When microbes fight over food
You can't see them with the bare eye, but our forest ground is littered with microorganisms. They decompose falling leaves, thereby improving soil quality and counteracting climate change. But how do these single-celled organisms coordinate their tasks? An international research team has has been looking into this little-understood process. The researchers were able to show that, when decomposing foliage, bacteria produce chemical compounds that control their competitors. This competition optimizes the distribution of tasks in the community: only those microorganisms that can fend off other competitors and at the same time are well adapted to the food supply prevail. The results of the study were recently published in Scientific Reports.
Small molecules with big effect
In meadows and forests, the carbon cycle is driven by microbial communities decomposing and utilizing the annually falling leaves. For this, many different steps of decomposition have to be passed through. Different microorganisms can perform similar functions in this process. This concept of functional overlap is based on genetically inherited traits that can become active, but can also remain unused. The active interactions between microorganisms and their food source, as well as among themselves, are mediated by a large number of small molecules. When it rains on the foliage layer in the forest, these molecules mix with natural substances from the environment. The result is a complex mixture known in the earth sciences as dissolved organic matter. Since it also contains molecules of microorganisms, chemical analysis of its composition also provides information about active microbial metabolism. The researchers studied over 6000 organic molecules present in dissolved organic matter from four different foliage species and two different geographical locations.
"Although the exact structure of the individual molecules was still largely unknown to us, we succeeded in grouping them according to their possible origin using a network analysis," explains the study's first author, Dr. Simon Schroeter of the Max Planck Institute for Biogeochemistry. The groups of molecules found this way could then be attributed functions in various metabolic pathways with the help of biochemical databases. Although the microbial communities had similar functions as expected, they adapted to the different foliage within a few days. It seems that task allocation depends less on who can do which function, because that hardly differs, and more on who adapts best to the overall situation while being assertive. "Our studies yield a new view of dissolved organic matter, especially related to its high importance for microbial metabolism," Schroeter continued, "a concept that can be called the meta-metabolome."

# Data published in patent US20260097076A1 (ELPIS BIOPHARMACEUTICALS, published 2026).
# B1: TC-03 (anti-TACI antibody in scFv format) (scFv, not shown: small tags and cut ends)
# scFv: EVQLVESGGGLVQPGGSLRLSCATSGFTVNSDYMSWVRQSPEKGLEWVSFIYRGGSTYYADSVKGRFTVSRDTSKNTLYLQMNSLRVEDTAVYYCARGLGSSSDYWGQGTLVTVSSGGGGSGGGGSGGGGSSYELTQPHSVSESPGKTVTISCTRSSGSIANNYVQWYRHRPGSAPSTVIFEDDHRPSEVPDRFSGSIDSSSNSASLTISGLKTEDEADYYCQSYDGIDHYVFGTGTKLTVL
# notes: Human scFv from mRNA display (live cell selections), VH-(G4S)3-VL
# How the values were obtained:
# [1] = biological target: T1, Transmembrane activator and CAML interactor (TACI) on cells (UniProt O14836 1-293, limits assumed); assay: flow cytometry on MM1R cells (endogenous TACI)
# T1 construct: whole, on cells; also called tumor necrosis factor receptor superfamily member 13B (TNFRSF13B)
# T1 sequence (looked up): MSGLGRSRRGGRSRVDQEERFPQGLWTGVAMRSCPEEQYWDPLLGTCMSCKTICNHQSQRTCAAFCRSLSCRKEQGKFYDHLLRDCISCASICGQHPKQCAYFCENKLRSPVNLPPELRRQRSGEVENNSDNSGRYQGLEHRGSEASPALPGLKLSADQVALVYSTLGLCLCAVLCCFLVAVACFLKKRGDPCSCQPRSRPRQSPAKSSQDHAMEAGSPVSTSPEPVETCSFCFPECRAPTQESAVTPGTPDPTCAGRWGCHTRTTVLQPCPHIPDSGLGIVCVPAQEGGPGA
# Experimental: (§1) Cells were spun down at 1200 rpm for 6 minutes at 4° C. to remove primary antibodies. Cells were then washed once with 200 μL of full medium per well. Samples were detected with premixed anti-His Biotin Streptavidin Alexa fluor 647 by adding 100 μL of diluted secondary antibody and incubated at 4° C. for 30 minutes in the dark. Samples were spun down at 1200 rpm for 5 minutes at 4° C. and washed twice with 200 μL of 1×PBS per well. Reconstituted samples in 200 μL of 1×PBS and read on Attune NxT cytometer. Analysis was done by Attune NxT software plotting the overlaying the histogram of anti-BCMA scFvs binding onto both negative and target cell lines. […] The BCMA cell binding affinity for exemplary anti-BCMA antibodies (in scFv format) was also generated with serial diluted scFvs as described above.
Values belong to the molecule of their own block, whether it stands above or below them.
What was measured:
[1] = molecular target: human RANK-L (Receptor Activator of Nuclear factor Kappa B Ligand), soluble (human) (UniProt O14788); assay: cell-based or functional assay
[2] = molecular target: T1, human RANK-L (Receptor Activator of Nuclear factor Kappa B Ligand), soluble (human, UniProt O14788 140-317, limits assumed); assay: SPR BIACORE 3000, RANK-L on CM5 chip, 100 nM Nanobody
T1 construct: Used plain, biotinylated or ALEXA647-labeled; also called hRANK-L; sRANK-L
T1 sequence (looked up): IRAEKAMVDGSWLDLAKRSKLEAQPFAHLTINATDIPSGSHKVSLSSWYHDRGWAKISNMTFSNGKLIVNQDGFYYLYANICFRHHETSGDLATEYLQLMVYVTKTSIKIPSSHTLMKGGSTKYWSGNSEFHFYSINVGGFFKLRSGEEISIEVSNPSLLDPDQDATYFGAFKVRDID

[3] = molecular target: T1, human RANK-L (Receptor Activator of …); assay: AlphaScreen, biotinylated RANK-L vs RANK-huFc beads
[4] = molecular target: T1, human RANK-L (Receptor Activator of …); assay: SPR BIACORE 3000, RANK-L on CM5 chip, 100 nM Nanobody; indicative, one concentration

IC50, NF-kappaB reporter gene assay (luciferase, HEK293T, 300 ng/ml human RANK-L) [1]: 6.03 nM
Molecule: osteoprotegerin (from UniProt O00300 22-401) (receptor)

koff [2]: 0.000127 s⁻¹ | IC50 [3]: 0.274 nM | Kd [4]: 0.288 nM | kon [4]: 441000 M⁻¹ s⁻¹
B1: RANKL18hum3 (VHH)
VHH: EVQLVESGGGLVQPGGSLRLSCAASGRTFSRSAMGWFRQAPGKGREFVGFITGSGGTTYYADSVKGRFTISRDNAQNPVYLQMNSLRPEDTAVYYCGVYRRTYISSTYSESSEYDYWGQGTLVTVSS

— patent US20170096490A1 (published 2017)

Interdisciplinary research as the key to a holistic understanding of environmental processes
When it comes to the question of how microorganisms behave in the presence of certain food offers, the particular challenge is being able to understand the active metabolic processes of the entire microbial community. The genetic makeup of a species alone does not answer this question. In this study, therefore, in addition to DNA sequencing, the composition of proteins and the intermediate and end products of metabolism were analyzed. This revealed that molecular metabolic pathways are also active, leading to the biosynthesis of antibiotics. The release of inhibitory or even lethal antibiotics gives their producers a strong competitive advantage in the competition for food supply. The researchers see this as competition driving the adaptation of the microbial community and optimizing it. The microbial fight over food could therefore be constructive and support those species whose abilities are very well adapted to the food supply.
"Understanding the functioning of microbial communities in the environment holistically is a task that we can only solve in an interdisciplinary way," states the initiator of the study Prof. Dr. Gerd Gleixner. In this context, he refers to the national and international partners of the project, with their different but complementary scientific competences. "The exchange program for young scientists at our graduate school (IMPRS-gBGC) has also helped us enormously," Gleixner adds.
The published results were developed in the DFG-funded Collaborative Research Center (SFB 1076) AquaDiva. Sampling took place at the AquaDiva research station in the Hainich National Park (Thuringia) and at the research station Gut Linde of the Zwillenberg-Tietz Foundation (Brandenburg). In addition to the Max Planck Institute for Biogeochemistry, working groups from the Friedrich Schiller University Jena (Prof. Küsel, Prof. Pohnert), the Helmholtz Centre for Environmental Research (Prof. von Bergen) and the University of Nantes (Prof. Eveillard) were involved in the study.